Want to make sense of the artworld’s irrational ecosystem? Click here to view 2021’s Power 100 in full.
‘How are fashions created? Who creates fashions? Two very tricky questions, certainly.’ Luckily for you, when it comes to art, ArtReview is here to solve these questions painlessly. To make the tricky straightforward and provide an easy-to-use cribsheet detailing the ‘hows’ and the ‘whos’.
At least that’s what its marketing people say. If only things were that simple. (The quotation, by the way, is from Adolf Loos, mocking the ‘Association for Hat Fashion in Vienna’, which met once a year to decide the coming year’s hat fashions for gentlemen in the imperial city. And thus ‘for the whole world’. Remind you of anything?)
The artworld has always been a slightly irrational ecosystem in which the various competing (and sometimes intersecting) values of class, race, gender, historical and current hegemonies and conflicts, economics, ideology, national and global politics, and even old-fashioned aesthetics hold more or less sway. Sometimes (as last year) it’s informed by what’s going on in society and the world around it; at other times it seems to be almost hermetically (and wilfully) sealed from all that. Perhaps what’s most interesting as a subject of study is the way in which these various value systems adapt to or change each other. For however much we might seek to identify with or promote one set of values over another (ArtReview, for example – perhaps naively – likes to think that it operates in an artworld that isn’t governed by commerce and exchange values), as time goes by, it’s increasingly difficult to separate, completely, one set of values from another. Then again, perhaps it was always thus.
As a consequence of all that, at one extreme the Power 100 (now in its 20th edition – those of you interested in history can take a look at two decades of art’s everchanging fads and enduring values on artreview.com) can be (and often is) read as a measure of perceived success on a field of combat; on another it can be viewed as a way of measuring how a change or development in one part of the ecosystem affects the others (the study of which, in the world at large as opposed to in the artworld specifically, has been pioneered by anthropologists such as Anna L. Tsing). Last year’s Power 100, for example, reflected the consequences of lockdowns and reduced travel, two measures that had an immense impact on an artworld (and, of course, on people in general) that thought of itself as global; as a result, it focused on ostensibly less art-specific global campaigns for social justice and reflected a world in which the circulation of ideas had a greater impact than (the much slower) circulation of artworks. While, in that sense, it marked a coming together of the wider world and art, it (necessarily) privileged theory over practice. And yet, if you read through this year’s list closely, you’ll find that theory, or thinking about what art is, what it’s for and what it can be, remains the glue that holds together the various pieces of what we once, quite casually, referred to as a global artworld.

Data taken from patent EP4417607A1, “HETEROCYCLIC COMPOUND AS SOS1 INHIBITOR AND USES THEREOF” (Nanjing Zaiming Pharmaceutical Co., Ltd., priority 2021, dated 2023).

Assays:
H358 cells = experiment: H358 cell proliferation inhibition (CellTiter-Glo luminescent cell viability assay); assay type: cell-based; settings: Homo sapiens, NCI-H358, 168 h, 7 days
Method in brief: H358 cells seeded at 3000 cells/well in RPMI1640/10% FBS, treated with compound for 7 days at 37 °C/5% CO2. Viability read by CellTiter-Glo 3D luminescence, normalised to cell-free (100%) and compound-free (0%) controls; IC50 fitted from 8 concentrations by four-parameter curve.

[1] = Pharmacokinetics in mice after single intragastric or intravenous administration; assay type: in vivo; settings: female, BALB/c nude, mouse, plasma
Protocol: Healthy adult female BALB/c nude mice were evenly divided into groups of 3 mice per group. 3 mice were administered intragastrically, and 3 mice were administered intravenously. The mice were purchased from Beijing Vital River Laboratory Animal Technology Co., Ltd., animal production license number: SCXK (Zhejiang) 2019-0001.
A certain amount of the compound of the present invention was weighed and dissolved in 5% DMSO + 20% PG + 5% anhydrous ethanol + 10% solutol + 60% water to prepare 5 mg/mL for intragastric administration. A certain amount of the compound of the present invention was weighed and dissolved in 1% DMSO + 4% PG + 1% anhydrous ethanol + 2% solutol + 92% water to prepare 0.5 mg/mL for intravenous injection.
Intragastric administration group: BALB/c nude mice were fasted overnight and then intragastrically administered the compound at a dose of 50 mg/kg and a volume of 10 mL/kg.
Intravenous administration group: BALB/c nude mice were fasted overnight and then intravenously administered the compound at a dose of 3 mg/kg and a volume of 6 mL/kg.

The current list, because it responds to the developments of the past 12 months, continues to reflect issues of circulation and velocity, with some parts of the world or sections of the artworld infrastructure opening up faster than others. As museums and galleries have begun to recover from the pandemic, the manifold injustices and related issues raised by Black Lives Matter, for example, have become less a matter of theory (when it comes to the artworld) and more one of practice. And museums, while they remain a cornerstone of the artworld in every sense, are less flexible when it comes to addressing art’s current concerns, due to the bureaucracy and infrastructures they embody, and remain more reactive than agenda-setting in terms of their output. As various aspects of the art ecosystem attempt to restructure, lateral and contingent organisation becomes increasingly evident, and needed. This is, of course, a generalisation, as many things on a list like this one, which attempts to measure the state of the global artworld in 100 personalities, will always be. Particularly when much of the world in general remains more focused on local realities than global ones.